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Intraspecific variation in defence and recovery of Eucalyptus globulus from mammalian herbivory

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Borzak, CL (2015) Intraspecific variation in defence and recovery of Eucalyptus globulus from mammalian herbivory. PhD thesis, University of Tasmania.

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Abstract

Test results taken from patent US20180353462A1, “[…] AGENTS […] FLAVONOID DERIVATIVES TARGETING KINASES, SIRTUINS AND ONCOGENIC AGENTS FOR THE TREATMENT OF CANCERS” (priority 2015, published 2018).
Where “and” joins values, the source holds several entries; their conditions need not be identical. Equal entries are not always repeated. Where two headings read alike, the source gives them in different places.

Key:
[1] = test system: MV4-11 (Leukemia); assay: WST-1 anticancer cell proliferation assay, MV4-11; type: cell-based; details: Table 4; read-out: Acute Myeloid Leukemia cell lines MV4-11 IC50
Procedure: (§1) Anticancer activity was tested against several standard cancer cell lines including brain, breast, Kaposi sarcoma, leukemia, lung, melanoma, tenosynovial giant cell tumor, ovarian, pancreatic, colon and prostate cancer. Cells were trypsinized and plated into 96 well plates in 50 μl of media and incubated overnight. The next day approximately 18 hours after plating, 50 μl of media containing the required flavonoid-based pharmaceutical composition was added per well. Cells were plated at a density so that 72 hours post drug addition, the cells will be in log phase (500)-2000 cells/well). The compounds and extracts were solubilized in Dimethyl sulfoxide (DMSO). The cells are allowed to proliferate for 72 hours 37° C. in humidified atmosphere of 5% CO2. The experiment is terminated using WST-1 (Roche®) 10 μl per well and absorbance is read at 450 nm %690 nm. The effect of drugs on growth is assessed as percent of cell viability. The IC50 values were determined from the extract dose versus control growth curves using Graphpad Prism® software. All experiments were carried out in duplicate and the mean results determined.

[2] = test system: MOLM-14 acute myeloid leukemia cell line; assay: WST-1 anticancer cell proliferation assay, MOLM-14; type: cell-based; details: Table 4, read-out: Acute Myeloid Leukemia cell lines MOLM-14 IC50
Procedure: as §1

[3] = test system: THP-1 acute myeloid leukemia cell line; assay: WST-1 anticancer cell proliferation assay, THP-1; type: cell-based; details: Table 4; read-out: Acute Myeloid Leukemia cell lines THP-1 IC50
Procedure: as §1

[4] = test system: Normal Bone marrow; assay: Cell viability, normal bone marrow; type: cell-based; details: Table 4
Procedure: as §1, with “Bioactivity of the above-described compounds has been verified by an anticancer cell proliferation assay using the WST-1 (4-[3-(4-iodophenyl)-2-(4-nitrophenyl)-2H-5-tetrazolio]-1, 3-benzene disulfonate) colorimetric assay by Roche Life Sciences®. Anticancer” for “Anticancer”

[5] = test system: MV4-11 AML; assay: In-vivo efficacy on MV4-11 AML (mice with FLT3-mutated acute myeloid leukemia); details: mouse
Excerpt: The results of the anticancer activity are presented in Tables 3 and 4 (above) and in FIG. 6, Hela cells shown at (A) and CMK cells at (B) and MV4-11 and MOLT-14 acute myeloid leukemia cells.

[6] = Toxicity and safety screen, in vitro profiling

The interaction between plants and their herbivores has played an important role in driving the form of many plant traits, including defensive chemistry and plant recovery following loss of biomass. Identifying intraspecific variation in such traits is not only crucial for our ecological and evolutionary understanding of plant-herbivore associations, but also for how they can shape the structure of natural ecosystems. In a series of glasshouse, nursery and field trials I explored plant-mammal associations by investigating intraspecific variation in foliar chemical defence and plant recovery after damage (including physiological and morphological traits) in early life stage Eucalyptus globulus. The key research questions were 1). Is there ontogenetic variation in foliar terpenes during early stage development of E. globulus seedlings, and does this vary at the population and family level? 2). Is there intraspecific genetic variation in photosynthetic rate, chlorophyll content, defensive chemistry and growth response to partial artificial browsing of juvenile E. globulus. 3). Is there intraspecific genetic variation in E. globulus seedling survival and growth from lignotubers after severe artificial browsing. 4). What is the pattern (spatial and genetic) and direct impact of natural mammalian browsing on E. globulus seedlings in the field, and subsequent indirect effects on a dependent foliar organism.